Several months ago Locksmith Ledger assisted a subscriber in restoring a 100-year-old Corbin unit lock and fitting keys. Pictures and procedures were printed in Locksmith Ledger (Read online at www.locksmithledger.com/11268441). Most front door locksets made during the early 20th century had a cast iron housing and internal parts were all cast brass. With a little care, locks like this should still be running 100 years from now and will probably outlast the building they are installed in. While modern mortise locks may be more secure, one wonders if the stamped steel parts found in many mortise locks of today will continue to function for the same amount of time.
A subscriber recently sent in pictures of yet another unusual lockset and asked how to remove it from the door for servicing. By coincidence, this lock was also made by Corbin. The lock is a reproduction of a Williamsburg rim bit lock which was originally made during the 1800s. Pictures of the keyway show the keyway to be a Corbin CO7 keyway which was popular in the 1940s and 1950s. This still made the lock 60 to 70 years old.
After we forwarded e-mail removal instructions, the locksmith did successfully remove the lock and then asked if Locksmith Ledger would be interested in restoring the lock back into working order. We quickly agreed.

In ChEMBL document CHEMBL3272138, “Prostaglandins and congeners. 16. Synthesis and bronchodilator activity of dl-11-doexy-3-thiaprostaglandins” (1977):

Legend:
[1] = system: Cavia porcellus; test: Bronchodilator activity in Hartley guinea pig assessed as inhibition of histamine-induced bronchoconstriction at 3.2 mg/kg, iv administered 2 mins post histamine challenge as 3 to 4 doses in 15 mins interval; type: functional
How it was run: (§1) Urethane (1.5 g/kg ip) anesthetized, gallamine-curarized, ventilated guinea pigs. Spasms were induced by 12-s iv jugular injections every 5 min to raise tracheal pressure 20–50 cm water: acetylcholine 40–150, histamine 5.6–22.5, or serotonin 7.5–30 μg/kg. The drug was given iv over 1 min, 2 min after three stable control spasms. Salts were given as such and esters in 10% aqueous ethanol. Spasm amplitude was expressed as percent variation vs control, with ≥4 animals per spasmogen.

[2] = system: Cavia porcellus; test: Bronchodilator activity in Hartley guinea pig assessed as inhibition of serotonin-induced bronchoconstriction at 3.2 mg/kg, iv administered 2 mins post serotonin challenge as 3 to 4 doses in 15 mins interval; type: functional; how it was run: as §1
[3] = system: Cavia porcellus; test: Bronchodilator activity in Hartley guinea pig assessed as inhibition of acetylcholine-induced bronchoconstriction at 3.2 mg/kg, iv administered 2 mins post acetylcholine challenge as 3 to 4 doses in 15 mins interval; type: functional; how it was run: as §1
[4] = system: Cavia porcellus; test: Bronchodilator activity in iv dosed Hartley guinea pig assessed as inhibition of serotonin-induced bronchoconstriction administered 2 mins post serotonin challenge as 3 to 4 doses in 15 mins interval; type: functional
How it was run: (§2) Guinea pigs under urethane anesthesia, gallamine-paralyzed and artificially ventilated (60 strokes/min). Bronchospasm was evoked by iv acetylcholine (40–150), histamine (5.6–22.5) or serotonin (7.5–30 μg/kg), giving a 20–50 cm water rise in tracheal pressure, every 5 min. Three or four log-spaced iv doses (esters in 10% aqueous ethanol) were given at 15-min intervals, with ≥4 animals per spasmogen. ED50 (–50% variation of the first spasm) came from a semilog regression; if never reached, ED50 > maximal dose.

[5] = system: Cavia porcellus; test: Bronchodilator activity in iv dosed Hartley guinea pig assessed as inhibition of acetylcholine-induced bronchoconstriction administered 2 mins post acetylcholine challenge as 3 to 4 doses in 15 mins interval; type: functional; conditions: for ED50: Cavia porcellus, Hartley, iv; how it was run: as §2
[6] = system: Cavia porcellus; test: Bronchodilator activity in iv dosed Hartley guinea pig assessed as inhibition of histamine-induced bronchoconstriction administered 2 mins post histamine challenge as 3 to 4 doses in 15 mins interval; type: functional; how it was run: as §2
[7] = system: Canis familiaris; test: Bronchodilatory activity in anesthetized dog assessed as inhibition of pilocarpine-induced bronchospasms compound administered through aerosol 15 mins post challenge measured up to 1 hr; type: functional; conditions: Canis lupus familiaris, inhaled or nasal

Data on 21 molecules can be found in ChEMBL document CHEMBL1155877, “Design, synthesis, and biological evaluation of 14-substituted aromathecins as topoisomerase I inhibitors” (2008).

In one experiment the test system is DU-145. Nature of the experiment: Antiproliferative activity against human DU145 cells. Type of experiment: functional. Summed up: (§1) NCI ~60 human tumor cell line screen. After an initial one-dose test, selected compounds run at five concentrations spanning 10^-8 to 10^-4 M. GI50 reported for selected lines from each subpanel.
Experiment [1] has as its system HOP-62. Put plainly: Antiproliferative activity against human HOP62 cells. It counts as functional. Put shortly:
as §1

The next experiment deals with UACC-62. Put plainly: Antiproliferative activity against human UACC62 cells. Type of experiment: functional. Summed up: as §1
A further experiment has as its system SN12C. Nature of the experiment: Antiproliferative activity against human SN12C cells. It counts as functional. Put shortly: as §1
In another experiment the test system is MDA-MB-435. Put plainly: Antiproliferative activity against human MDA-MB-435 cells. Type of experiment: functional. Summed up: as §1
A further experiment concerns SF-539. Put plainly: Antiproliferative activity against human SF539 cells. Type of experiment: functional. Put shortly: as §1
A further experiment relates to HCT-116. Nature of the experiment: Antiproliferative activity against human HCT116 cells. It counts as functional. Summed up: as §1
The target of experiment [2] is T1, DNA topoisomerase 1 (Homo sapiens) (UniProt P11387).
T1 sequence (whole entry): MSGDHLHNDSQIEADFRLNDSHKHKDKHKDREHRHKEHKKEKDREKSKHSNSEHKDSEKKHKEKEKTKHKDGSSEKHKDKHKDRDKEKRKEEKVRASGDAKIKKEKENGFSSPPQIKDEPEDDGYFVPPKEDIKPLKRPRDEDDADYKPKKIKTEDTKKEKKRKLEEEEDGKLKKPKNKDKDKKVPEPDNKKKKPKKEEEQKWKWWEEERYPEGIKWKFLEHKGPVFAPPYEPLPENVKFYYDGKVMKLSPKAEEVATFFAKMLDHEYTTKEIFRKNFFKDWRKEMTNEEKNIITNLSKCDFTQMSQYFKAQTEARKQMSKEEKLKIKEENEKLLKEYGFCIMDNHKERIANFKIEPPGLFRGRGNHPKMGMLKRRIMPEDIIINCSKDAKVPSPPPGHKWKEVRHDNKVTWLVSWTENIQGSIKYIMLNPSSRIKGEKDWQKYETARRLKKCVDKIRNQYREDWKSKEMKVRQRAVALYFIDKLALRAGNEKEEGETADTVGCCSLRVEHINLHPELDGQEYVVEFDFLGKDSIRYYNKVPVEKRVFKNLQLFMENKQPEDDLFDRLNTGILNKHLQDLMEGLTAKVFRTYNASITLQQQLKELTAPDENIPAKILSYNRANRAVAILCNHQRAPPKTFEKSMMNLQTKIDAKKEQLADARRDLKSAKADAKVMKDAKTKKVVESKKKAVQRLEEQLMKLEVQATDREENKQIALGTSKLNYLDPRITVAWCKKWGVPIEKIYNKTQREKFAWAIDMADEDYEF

Our first order of business was to disassemble the cylinder. Two screws at the back of the cylinder hold the threaded portion onto the portion containing the pin tumblers. Once the cam and threaded portion were removed, it was a simple chore to shim the plug and remove it for cleaning.
A wire brush made quick work of removing dirt of the ages. There are only four tumblers in the lock which uses spaces two through five. Housing to hold the first tumbler has been milled away to allow the face of the plug to fit through the outer escutcheon. The cylinder cam had been rubbing against the turn piece in the lock, so a small amount of metal was milled off of the cam for extra clearance.
The final step was to remove every operating piece in the lock and clean the parts with a wire brush until they shined like the first day they were made. Photos were taken before disassembly to simplify re-assembly and to make sure that the proper handing was retained.
It may be difficult to see in the lock unit photo but the tag on the lock case shows a price tag of $350. This is probably a used door price charged by some antique shop. It appears that somebody will be having a second hand door and Williamsburg lock installed on their home and it will function like new for many decades to come.